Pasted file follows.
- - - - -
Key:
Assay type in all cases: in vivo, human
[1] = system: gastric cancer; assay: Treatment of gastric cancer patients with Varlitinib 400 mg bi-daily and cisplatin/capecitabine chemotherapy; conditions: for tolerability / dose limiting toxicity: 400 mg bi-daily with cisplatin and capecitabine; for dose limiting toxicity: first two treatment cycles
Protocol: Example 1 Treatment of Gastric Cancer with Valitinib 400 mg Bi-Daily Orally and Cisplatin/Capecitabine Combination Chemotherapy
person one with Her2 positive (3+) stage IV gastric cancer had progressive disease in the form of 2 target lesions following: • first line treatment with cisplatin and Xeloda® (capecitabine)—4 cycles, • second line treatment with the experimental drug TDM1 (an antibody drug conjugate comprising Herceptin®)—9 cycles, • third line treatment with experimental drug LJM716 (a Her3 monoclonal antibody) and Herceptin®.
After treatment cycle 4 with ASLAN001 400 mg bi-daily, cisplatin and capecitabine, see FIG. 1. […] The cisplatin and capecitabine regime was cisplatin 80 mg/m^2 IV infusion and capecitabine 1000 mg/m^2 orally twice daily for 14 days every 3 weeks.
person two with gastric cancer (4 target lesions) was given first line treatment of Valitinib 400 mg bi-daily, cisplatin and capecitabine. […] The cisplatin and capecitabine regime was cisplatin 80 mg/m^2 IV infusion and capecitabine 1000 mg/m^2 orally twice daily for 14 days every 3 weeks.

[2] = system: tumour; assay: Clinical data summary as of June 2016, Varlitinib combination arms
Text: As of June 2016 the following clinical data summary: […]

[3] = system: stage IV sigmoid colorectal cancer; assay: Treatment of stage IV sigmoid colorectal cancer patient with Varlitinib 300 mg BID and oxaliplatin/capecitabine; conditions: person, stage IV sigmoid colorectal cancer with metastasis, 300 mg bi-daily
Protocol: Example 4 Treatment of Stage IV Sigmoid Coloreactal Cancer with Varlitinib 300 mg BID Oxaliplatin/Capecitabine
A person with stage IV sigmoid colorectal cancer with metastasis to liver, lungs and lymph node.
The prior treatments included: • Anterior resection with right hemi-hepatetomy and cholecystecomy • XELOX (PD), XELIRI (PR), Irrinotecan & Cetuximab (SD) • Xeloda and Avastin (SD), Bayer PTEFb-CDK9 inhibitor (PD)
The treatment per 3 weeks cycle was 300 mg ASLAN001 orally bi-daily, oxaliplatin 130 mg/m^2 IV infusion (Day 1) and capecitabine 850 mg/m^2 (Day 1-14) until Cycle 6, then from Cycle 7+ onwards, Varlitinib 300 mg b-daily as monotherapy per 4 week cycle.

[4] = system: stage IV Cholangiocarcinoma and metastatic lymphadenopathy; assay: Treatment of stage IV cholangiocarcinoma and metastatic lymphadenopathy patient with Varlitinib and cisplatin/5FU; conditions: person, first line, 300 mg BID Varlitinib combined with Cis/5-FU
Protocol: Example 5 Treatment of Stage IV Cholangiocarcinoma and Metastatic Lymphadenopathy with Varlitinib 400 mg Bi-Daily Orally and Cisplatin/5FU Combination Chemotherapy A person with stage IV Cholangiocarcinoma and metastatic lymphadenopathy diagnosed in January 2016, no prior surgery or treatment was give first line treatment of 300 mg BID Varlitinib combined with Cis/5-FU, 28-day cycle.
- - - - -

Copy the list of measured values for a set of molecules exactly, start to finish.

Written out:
Key:
Assay type in all cases: in vivo, human
[1] = system: gastric cancer; assay: Treatment of gastric cancer patients with Varlitinib 400 mg bi-daily and cisplatin/capecitabine chemotherapy; conditions: for tolerability / dose limiting toxicity: 400 mg bi-daily with cisplatin and capecitabine; for dose limiting toxicity: first two treatment cycles
Protocol: Example 1 Treatment of Gastric Cancer with Valitinib 400 mg Bi-Daily Orally and Cisplatin/Capecitabine Combination Chemotherapy
person one with Her2 positive (3+) stage IV gastric cancer had progressive disease in the form of 2 target lesions following: • first line treatment with cisplatin and Xeloda® (capecitabine)—4 cycles, • second line treatment with the experimental drug TDM1 (an antibody drug conjugate comprising Herceptin®)—9 cycles, • third line treatment with experimental drug LJM716 (a Her3 monoclonal antibody) and Herceptin®.
After treatment cycle 4 with ASLAN001 400 mg bi-daily, cisplatin and capecitabine, see FIG. 1. […] The cisplatin and capecitabine regime was cisplatin 80 mg/m^2 IV infusion and capecitabine 1000 mg/m^2 orally twice daily for 14 days every 3 weeks.
person two with gastric cancer (4 target lesions) was given first line treatment of Valitinib 400 mg bi-daily, cisplatin and capecitabine. […] The cisplatin and capecitabine regime was cisplatin 80 mg/m^2 IV infusion and capecitabine 1000 mg/m^2 orally twice daily for 14 days every 3 weeks.

[2] = system: tumour; assay: Clinical data summary as of June 2016, Varlitinib combination arms
Text: As of June 2016 the following clinical data summary: […]

[3] = system: stage IV sigmoid colorectal cancer; assay: Treatment of stage IV sigmoid colorectal cancer patient with Varlitinib 300 mg BID and oxaliplatin/capecitabine; conditions: person, stage IV sigmoid colorectal cancer with metastasis, 300 mg bi-daily
Protocol: Example 4 Treatment of Stage IV Sigmoid Coloreactal Cancer with Varlitinib 300 mg BID Oxaliplatin/Capecitabine
A person with stage IV sigmoid colorectal cancer with metastasis to liver, lungs and lymph node.
The prior treatments included: • Anterior resection with right hemi-hepatetomy and cholecystecomy • XELOX (PD), XELIRI (PR), Irrinotecan & Cetuximab (SD) • Xeloda and Avastin (SD), Bayer PTEFb-CDK9 inhibitor (PD)
The treatment per 3 weeks cycle was 300 mg ASLAN001 orally bi-daily, oxaliplatin 130 mg/m^2 IV infusion (Day 1) and capecitabine 850 mg/m^2 (Day 1-14) until Cycle 6, then from Cycle 7+ onwards, Varlitinib 300 mg b-daily as monotherapy per 4 week cycle.

[4] = system: stage IV Cholangiocarcinoma and metastatic lymphadenopathy; assay: Treatment of stage IV cholangiocarcinoma and metastatic lymphadenopathy patient with Varlitinib and cisplatin/5FU; conditions: person, first line, 300 mg BID Varlitinib combined with Cis/5-FU
Protocol: Example 5 Treatment of Stage IV Cholangiocarcinoma and Metastatic Lymphadenopathy with Varlitinib 400 mg Bi-Daily Orally and Cisplatin/5FU Combination Chemotherapy A person with stage IV Cholangiocarcinoma and metastatic lymphadenopathy diagnosed in January 2016, no prior surgery or treatment was give first line treatment of 300 mg BID Varlitinib combined with Cis/5-FU, 28-day cycle.